With The Amazing Spider-Man having successfully smashed the summer box office last year, Marvel turned to Activision to deliver a tie-in to their anticipated reboot.
At such point the Wii U was still months away from launch, and so the arrival of Beenox’s take on the web-slinging hero on Nintendo’s high-definition machine can be seen as being somewhat late to the party. Yet that doesn’t mean that it isn’t welcome, arriving at a time when games for the hardware have already become few and far between.
Rather than running in tandem with the movie itself, The Amazing Spider-Man: Ultimate Edition positions itself as a continuation of the big-screen adaptation’s narrative. It’s been months since rogue scientist Curt Connors ravaged New York City as the Lizard, now held captive within a Psychiatric Facility.
We pick up with Peter Parker and high school love interest Gwen Stacy paying a visit to Oscorp, who have been absolved of any wrongdoing since the movie’s events. Gwen largely suspects that the company is still continuing their cross-species research – a fact acknowledged by the company’s latest brain child, Alistair Smythe, although he reveals they’re all due to be disposed of.
That is until they ferociously react when they sense Peter’s blood, breaking free of their containment and infecting the scientists – including Gwen – with the deadly virus that they carry. The cross-species escape to the streets, and Spidey has a sizeable clean-up operation on his hands as he hunts for an antidote.
Whilst fairly eccentric on first impression, the narrative itself proves to be well-calculated throughout and throws up plenty of surprises to keep you on your toes. The script feels laboured in places, yet Spidey’s wise-cracking lines are a highlight and add a level of comedy to the experience.
Navigation across the city is joyous to behold with Spider-Man slinging his way down streets and across rooftops, story missions maintaining a forward momentum through the game from tackling enormous robots hell-bent on neutralising the escaped creatures, to Spidey tracking cross-species in the sewers for a cure.
It’s not just these that vie for your attention either, with Manhattan’s sprawling expanse becoming sprinkled with a range of activities. You’ll gather evidence for reporter Whitney Chang, return infected civilians to medical shelters, aid police car chases, prevent petty crime, assisting police deadlock situations and plunder secret labs.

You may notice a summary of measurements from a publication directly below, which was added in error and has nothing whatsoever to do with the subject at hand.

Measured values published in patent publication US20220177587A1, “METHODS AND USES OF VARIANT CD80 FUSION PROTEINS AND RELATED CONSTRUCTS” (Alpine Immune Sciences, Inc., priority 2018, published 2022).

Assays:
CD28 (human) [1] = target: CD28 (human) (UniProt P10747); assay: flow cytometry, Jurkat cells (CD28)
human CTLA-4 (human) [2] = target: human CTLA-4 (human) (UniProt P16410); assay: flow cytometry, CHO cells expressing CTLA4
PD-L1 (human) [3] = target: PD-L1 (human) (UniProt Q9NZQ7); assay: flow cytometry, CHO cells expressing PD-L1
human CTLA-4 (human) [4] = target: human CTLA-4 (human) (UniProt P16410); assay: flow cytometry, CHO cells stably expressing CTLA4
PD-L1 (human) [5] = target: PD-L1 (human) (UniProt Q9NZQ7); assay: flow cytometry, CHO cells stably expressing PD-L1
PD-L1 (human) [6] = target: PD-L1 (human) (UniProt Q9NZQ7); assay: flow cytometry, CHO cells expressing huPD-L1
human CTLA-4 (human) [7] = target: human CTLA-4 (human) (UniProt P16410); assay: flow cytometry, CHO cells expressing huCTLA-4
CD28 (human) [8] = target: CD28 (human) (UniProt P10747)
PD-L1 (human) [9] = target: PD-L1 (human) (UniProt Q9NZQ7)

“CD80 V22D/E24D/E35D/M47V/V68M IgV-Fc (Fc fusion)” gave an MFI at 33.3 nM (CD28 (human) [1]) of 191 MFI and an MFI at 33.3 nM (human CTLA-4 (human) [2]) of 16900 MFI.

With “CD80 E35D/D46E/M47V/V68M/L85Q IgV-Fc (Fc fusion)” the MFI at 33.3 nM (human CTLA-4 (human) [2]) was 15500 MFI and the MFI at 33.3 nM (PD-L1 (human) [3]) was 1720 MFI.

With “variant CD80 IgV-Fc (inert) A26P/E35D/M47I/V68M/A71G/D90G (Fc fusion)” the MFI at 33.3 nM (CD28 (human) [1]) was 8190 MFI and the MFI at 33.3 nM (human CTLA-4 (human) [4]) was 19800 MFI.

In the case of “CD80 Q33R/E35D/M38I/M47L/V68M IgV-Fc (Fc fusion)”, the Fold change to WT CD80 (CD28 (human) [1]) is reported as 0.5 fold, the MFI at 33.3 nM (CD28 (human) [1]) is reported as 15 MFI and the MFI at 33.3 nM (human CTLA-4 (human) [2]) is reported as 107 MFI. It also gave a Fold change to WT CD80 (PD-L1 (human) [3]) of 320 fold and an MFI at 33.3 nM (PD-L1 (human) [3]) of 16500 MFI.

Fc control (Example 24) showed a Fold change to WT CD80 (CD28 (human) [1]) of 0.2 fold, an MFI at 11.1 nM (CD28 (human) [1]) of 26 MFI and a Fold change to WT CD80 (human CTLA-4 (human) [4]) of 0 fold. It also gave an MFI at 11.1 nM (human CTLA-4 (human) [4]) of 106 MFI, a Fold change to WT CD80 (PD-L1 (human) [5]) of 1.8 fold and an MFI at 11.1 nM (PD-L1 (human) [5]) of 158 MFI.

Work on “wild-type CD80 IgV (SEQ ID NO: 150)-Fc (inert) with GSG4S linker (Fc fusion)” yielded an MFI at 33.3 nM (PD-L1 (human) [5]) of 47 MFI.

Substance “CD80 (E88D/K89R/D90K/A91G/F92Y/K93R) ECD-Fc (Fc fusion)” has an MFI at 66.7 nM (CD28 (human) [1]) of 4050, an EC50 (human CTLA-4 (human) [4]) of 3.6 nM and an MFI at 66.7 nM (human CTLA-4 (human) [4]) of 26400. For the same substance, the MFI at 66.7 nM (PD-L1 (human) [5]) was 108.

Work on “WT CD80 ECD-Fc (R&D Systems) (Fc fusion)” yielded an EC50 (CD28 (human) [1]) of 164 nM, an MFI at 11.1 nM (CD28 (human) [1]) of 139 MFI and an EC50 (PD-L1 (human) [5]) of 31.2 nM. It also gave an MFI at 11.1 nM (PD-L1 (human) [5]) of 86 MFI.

More are unlocked as you continue to progress, diversifying the experience away from an otherwise straightforward mission-to-mission structure, with further collectible comic book pages also up for grabs.
Combat becomes the game’s regular pinnacle, despite seemingly taking a few minor cues from Rocksteady Studios’ Batman: Arkham series. Yet Spider-Man’s acrobatic-style is implemented well, player’s able to fling themselves at targets using moves such as Web Strike, fire volleys of gooey web string to temporarily tangle enemies, or sneakily crawl along the ceiling to perform a Stealth Takedown.
Objects from the environment can also be slung at enemies to stun them, whereas defensive moves allow you to counter incoming attacks, Web Retreat allowing you to flee to the shadows to recuperate once your health is low.
With increasing quantities of baddies it can become tough on occasion, yet at such points stealth is your friend. You’re also rewarded with experience and/or tech points through besting foes, which can be expended on numerous upgrades that strengthen and extend Spider-Man’s combat prowess.
Wii U GamePad implementation isn’t overly ground-breaking, providing access to a map at a glance with further menus enabling you to track messages, and manage ability upgrades. Similarly the game’s visuals aren’t particularly crisp, although rest assured this isn’t any indication of the Wii U hardware’s prowess as other console versions suffered the same.
It’s the on-disc inclusion of the game’s downloadable content packs that warrant its Ultimate Edition status, each accessed through a separate Challenges section on the main menu. Encompassing Gwen’s Hunter, Rhino Challenge, Lizard Rampage, and the Destroy the City Mission, with Spider-Man creator Stan Lee voicing his own cameo appearance within the self-titled Stan Lee Adventure Pack.
These are short-form challenge experiences that see you controlling Hunter robots, Rhino, S-02 Snake Bot, and the Lizard himself, opening the game up from purely being a Spidey-based affair. Superfluous, yet granting a few extra hours of playtime as you compete to improve your placing among online leaderboards.
The Amazing Spider-Man: Ultimate Edition is an enjoyable, if not perfect, turn for Marvel’s arachnid-infused hero, and delivers a welcome addition to the Wii U’s expanding software library.